Opuntia stricta (Opuntia dillenii)

The cacti known as nopales are very fast growing plants that, depending on the species, produce fruits that are really delicious. However, adapting so well to various habitats, today there are some that are considered invasive, and one of them is Opuntia dillenii, now known as Opuntia stricta.

This is a species that, seen with the naked eye, is very reminiscent of the also invasive Opuntia ficus-indica. Its stalks (modified leaves) are more or less flat, bluish-green, and once ripe the fruits are red-pink. But what else is there to know about her? Can it be cultivated?

Origin and characteristics

Image – Flickr/ John Tann

The now Opuntia stricta is a species native to the United States, Mexico and Cuba, known by the common name of the coastal prickly pear cactus. It can reach a height of 1 to 3 meters, with a highly branched shrub and creeping bearing. The stalks or leaves are large, up to 30cm long and up to 15cm wide, ovate to ovulated and flattened, with widely separated brown areoles, from which one or more yellowish spines sprout.

It produces solitary yellow to yellowish-orange flowers with a size of about 5cm long during spring-summer, and fructifies towards the beginning of autumn. Its fruits are purple-red when ripe, are shaped like an inverted egg, are about 3-4cm long and contain 60 to 180 seeds protected by a mucilage that is also suitable for human consumption and with which birds and other animals enjoy.. These seeds can remain viable for more than 10 years, until the appropriate conditions are met for their germination.

It is included in the Spanish Catalog of Invasive Exotic Species approved by Royal Decree 630/213 of August 2, the introduction to the natural environment, possession, transport, traffic and trade throughout Spain being prohibited.

Does it have any use?

In the places of origin the fruits are used for consumption, but in addition to the interior of the leaves, a mucilage is extracted that is used to treat burns and abscesses.

Why is Opuntia dillenii dangerous ?

Image – Wikimedia/ uleli

It is a very fast growing cactus that was introduced to Europe in the 16th century by the conquerors of the Americas. In Spain it is known that it has been around since 1874, the year it was in the south of the Iberian Peninsula, specifically in the provinces of Huelva and Almería. Since then until today, it has managed to become naturalized in Andalusia, growing in bushes, hedges and in regions with an arid climate.

In the Doñana National Park, it is preventing an autochthonous species, the Retama monosperma, from flourishing (you have more information about this here). If we talk about what is happening in other parts of the world, in Sri Lanka, China, Australia, New Zealand and South Africa, among other places, it has been identified as invasive.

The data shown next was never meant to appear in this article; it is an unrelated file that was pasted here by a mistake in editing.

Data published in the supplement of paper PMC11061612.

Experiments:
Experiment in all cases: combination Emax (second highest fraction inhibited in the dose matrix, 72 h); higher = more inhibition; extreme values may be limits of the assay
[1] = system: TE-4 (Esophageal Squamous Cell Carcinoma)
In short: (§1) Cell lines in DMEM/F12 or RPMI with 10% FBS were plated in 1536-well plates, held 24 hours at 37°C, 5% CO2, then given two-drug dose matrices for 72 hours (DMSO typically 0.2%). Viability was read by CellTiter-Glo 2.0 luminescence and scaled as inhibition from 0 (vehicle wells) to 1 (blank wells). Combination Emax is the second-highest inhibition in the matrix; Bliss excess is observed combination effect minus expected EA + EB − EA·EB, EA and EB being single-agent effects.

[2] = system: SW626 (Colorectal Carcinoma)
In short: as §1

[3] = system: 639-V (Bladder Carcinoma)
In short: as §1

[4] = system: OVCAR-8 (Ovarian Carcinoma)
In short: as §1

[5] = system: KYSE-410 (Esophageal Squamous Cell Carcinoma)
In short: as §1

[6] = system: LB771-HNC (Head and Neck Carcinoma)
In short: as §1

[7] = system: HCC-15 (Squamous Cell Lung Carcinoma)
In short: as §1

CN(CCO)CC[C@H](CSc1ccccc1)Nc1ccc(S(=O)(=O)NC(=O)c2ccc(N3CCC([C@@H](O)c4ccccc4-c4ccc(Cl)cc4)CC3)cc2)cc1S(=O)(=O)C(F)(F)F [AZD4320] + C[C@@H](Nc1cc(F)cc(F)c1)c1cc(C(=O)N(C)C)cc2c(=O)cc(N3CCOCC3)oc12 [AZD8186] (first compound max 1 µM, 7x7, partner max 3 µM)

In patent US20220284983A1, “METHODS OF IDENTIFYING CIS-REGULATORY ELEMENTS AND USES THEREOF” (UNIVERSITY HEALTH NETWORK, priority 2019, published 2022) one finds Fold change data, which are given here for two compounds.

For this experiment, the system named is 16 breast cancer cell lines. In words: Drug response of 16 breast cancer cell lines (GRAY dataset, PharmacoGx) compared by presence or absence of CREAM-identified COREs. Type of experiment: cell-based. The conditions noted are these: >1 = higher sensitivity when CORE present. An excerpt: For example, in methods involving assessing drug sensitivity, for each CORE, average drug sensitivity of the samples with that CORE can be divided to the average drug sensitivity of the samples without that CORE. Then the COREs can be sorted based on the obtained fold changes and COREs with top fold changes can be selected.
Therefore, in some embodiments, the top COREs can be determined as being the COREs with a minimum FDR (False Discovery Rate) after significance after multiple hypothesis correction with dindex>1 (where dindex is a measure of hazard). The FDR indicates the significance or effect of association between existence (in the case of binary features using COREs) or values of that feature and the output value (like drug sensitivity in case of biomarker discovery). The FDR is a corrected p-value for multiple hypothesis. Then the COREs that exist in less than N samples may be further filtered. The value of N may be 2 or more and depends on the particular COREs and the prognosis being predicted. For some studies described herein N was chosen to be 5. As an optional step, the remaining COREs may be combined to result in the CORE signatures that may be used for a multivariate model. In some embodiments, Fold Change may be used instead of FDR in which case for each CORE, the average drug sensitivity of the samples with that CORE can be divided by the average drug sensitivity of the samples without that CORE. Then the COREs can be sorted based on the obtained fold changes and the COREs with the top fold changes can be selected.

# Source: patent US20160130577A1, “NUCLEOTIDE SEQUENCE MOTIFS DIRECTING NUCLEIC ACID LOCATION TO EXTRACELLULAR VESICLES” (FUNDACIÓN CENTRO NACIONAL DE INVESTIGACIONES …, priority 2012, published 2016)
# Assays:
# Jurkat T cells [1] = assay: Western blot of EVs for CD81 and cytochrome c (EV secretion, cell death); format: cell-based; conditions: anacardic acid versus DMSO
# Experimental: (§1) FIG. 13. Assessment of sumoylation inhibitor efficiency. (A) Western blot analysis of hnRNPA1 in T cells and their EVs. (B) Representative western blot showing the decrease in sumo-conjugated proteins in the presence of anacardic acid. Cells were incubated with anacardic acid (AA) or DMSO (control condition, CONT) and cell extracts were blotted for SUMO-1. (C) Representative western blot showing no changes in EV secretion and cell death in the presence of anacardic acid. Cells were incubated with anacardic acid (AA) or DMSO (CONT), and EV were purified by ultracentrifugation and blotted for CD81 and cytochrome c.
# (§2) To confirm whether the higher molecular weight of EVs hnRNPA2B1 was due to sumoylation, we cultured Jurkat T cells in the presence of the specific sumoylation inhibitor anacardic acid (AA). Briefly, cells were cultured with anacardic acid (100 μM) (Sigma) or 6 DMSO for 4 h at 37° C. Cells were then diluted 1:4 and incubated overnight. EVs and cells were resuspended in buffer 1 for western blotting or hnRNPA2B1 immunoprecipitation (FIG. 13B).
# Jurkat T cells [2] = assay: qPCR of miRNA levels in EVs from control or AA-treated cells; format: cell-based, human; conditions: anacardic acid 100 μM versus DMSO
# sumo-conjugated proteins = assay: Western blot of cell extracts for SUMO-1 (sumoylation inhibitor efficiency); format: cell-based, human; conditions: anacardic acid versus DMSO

Therefore, seeing what is already happening in Spanish territory and in other countries, and knowing that it multiplies without problems both from seeds and asexually with the leaves that are shed, every time you see one in nature, the best thing to do is tear it off.

What control measures are being carried out?

Image – Flickr/ Craig Hunter

Apart from manually pulling them off, in Australia its population is being controlled thanks to the Lepidoptera Cactoblastis cactorum, but the introduction of this insect to places where Opuntia stricta is endemic, such as in Mexico, negatively affects both it and other species of Opuntia, cacti from which different products are extracted for sale.

And it is that, of course, we cannot forget that if a plant or animal is introduced to a new place with conditions that are favorable for them, it is normal that it does not find predators, so it is expected that it will multiply and that its population grow fast, occupying a land that does not correspond to him, but to the native species; that is, those that have been in existence for many years (hundreds, thousands), adapting to that habitat.

There are cacti that are very beautiful and that could, in principle, be of great use to us. The species I have told you about is one of them. In fact, if it were not invasive, I would tell you that it could become excellent as a low protection hedge due to the thorns it has, but I would be making a mistake if I now told you what to care for or where to buy. Always, always we must protect nature, forests, bushes, beaches, everything, otherwise we could expect a not very promising future.

If you like Opuntia, there are many that you can have, such as Opuntia microdasys or Opuntia littoralis, and even Opuntia ficus indicates that, although it is also invasive, its possession in gardens is allowed.

I hope it has been useful to you.

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